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Pocket Rocket - 37
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Date: October 18, 1999
Posted by: Fred Matheny
Email: FMatheny@asimba.com
My most memorable ride on a Bike Fridays

I have had a Bike Friday Pocket Rocket for six years and as a member of the cycling press, I've had plenty of chances to ride it in memorable events.

In my tenure as Training and Fitness Editor for Bicycling Magazine I did rides like the Hotter'n Hell Hundred. In my present incarnation as Senior Editor for Asimba.com (a fitness lifestyle Web site with free training plans for cycling and other sports) I rode Lon Haldeman's Desert Camp in Tucson, hammering out 550 miles in six days. It even handled eight consecutive days of rain in Ireland on what the local racers called "hard roads"-bumpy, barely paved tracks through the bogs and over the Connemara Mountains. With fenders and slightly wider tires, Bike Friday proved the equal of everything the leprechauns could throw at it.

But my most memorable ride on Bike Friday didn't take place in an exotic location. Instead, it was a prosaic 100 miler in Ohio. You see, I grew up in northern Ohio but moved to Colorado in 1970. So when I go back to the Midwest to visit relatives, I always pack along my Pocket Rocket. On this occasion I left Cleveland at dawn, picked my way south through the urban sprawl and headed west into Lorain County where I grew up. The air was clear, a light mist rose from the fields and the summer humidity had been washed away by a cold front. I cruised the flat farm roads, meandered through tall fields of corn that shielded me from a pesky west wind and marveled at how the hills of my youth had been dwarfed in my perceptions by years of riding real mountains in Colorado.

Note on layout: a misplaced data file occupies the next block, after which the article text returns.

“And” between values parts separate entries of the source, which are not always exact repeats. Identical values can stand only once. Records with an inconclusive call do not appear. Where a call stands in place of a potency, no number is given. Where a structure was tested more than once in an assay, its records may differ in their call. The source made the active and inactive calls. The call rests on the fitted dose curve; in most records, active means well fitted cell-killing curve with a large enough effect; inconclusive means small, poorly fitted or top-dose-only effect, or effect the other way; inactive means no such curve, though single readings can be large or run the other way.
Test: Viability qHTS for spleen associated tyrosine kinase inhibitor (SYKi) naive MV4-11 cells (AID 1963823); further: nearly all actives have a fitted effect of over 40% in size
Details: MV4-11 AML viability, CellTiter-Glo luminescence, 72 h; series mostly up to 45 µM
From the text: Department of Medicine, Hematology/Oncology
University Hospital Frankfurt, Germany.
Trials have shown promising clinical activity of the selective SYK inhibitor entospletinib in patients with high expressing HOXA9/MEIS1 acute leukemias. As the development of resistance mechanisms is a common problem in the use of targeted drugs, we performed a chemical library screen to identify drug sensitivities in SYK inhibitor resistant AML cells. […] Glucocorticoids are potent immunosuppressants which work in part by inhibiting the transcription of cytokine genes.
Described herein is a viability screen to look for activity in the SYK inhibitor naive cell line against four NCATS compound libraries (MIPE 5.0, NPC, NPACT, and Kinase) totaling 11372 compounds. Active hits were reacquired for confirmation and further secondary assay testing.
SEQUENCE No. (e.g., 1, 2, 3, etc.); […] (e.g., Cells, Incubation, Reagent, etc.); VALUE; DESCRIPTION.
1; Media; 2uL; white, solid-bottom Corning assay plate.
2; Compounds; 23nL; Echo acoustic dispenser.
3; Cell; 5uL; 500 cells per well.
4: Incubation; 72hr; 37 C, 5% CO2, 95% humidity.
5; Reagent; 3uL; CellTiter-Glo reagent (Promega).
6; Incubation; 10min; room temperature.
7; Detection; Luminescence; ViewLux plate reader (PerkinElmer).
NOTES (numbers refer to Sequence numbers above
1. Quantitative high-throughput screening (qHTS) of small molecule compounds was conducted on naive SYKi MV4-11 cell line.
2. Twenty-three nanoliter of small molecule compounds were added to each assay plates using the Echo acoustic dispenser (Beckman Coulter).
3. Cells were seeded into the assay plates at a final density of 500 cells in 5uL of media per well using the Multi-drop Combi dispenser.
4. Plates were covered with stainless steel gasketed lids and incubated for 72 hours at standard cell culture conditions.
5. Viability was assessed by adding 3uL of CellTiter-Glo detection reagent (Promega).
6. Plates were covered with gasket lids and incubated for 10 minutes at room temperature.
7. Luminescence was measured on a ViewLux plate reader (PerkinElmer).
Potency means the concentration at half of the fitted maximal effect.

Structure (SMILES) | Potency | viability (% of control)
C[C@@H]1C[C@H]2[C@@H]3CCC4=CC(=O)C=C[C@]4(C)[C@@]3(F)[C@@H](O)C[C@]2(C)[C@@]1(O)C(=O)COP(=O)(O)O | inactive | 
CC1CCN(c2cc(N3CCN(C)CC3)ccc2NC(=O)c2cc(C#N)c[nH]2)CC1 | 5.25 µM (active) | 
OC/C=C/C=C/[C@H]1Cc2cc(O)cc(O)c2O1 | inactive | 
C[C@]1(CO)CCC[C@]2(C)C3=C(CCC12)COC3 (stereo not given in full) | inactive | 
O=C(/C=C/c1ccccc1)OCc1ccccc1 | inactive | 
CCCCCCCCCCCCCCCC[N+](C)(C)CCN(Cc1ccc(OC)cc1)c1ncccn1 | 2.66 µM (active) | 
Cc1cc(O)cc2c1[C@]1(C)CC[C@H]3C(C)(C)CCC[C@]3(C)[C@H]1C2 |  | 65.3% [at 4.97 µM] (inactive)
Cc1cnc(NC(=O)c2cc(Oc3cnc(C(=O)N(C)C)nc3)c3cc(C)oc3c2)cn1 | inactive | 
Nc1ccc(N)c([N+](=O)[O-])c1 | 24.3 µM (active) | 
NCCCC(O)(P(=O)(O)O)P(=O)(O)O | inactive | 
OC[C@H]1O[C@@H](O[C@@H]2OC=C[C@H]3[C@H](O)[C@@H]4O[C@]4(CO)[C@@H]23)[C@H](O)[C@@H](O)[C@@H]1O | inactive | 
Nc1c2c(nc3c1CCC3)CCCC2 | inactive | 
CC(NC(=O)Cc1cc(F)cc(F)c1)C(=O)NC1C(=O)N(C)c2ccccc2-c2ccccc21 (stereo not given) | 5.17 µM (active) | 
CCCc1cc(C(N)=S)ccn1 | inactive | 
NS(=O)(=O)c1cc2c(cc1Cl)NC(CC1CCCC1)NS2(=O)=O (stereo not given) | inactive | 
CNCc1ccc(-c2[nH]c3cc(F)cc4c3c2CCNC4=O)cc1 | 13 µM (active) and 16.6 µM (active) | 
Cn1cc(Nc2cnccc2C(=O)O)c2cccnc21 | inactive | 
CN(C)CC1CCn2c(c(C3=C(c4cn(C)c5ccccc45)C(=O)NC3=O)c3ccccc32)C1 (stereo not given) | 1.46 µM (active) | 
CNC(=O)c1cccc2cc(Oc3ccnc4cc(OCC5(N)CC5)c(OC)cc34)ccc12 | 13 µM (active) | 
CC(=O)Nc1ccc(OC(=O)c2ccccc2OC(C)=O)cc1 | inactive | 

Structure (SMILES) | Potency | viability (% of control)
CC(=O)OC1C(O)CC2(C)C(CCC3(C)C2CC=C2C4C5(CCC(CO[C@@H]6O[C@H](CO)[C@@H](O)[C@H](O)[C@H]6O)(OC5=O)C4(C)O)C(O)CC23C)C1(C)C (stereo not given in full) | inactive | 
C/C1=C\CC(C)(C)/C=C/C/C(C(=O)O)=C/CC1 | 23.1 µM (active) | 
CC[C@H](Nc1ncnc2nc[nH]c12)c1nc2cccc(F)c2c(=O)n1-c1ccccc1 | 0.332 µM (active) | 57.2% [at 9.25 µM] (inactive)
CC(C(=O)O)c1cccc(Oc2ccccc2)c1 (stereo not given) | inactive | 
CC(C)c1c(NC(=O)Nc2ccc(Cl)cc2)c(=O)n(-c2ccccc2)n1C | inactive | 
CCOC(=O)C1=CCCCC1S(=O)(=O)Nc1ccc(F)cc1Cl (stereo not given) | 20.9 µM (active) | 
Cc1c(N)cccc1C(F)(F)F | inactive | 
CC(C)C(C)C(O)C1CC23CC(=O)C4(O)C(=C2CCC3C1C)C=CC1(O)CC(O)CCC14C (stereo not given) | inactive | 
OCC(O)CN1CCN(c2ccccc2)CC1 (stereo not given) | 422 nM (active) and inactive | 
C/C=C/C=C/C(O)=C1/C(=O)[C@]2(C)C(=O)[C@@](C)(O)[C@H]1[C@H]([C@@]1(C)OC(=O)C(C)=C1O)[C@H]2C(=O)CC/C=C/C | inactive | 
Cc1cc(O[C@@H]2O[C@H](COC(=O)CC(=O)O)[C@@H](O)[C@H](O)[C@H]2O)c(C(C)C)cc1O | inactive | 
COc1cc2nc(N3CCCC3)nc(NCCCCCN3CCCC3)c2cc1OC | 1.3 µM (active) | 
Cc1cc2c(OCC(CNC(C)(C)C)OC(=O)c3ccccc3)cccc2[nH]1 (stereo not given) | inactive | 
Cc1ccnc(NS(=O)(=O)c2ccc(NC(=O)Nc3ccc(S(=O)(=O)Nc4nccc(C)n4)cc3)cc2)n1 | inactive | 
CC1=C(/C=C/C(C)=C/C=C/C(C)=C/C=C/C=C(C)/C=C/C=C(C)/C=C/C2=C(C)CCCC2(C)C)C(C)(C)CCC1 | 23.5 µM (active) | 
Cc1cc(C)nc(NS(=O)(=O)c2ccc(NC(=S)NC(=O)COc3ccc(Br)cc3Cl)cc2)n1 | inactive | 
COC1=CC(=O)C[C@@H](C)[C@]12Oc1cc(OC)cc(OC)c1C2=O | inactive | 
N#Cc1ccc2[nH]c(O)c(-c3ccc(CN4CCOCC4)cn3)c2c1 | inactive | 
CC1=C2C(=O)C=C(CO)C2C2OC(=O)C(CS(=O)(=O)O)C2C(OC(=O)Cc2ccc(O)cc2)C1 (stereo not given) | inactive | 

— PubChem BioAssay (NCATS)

Outside of Elyria, I turned onto a newly-paved bike path, part of a rails-to-trails conversion. It led to my old hometown, Kipton, a hamlet of several hundred people. If you've never tried it, I highly recommend riding a bike around the town where you grew up. The last time I had ridden the streets of Kipton, I was a kid on a balloon-tired Roadmaster. Now I was older-quite a bit older-and the bike was lighter, faster and much more sophisticated. But I could still feel something of that sense of freedom and possibility that is the essence of cycling and, come to think of it, the essence of youth as well. Down by the old railroad station, past the house we lived in, through the tiny downtown, a side trip to the elementary school, now closed. A bike is the perfect nostalgia machine and if you don't have an easily packable Bike Friday to tote on your homecomings, you'll miss the ride of a lifetime.

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